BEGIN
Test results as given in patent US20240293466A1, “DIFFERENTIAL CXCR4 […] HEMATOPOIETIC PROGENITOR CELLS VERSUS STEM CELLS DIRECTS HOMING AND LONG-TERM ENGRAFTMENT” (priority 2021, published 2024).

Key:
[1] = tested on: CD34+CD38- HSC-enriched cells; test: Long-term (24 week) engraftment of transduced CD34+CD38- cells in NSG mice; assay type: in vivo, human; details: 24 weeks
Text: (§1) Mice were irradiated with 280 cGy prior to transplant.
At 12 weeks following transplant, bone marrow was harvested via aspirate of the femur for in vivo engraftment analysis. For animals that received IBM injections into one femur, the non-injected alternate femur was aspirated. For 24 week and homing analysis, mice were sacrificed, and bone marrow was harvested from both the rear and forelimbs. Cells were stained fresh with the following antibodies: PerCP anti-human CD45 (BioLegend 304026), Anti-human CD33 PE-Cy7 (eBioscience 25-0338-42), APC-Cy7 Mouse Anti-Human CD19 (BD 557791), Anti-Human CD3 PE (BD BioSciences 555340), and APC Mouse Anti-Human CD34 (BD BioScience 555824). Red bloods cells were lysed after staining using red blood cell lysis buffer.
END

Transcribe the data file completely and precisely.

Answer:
Test results as given in patent US20240293466A1, “DIFFERENTIAL CXCR4 […] HEMATOPOIETIC PROGENITOR CELLS VERSUS STEM CELLS DIRECTS HOMING AND LONG-TERM ENGRAFTMENT” (priority 2021, published 2024).

Key:
[1] = tested on: CD34+CD38- HSC-enriched cells; test: Long-term (24 week) engraftment of transduced CD34+CD38- cells in NSG mice; assay type: in vivo, human; details: 24 weeks
Text: (§1) Mice were irradiated with 280 cGy prior to transplant.
At 12 weeks following transplant, bone marrow was harvested via aspirate of the femur for in vivo engraftment analysis. For animals that received IBM injections into one femur, the non-injected alternate femur was aspirated. For 24 week and homing analysis, mice were sacrificed, and bone marrow was harvested from both the rear and forelimbs. Cells were stained fresh with the following antibodies: PerCP anti-human CD45 (BioLegend 304026), Anti-human CD33 PE-Cy7 (eBioscience 25-0338-42), APC-Cy7 Mouse Anti-Human CD19 (BD 557791), Anti-Human CD3 PE (BD BioSciences 555340), and APC Mouse Anti-Human CD34 (BD BioScience 555824). Red bloods cells were lysed after staining using red blood cell lysis buffer.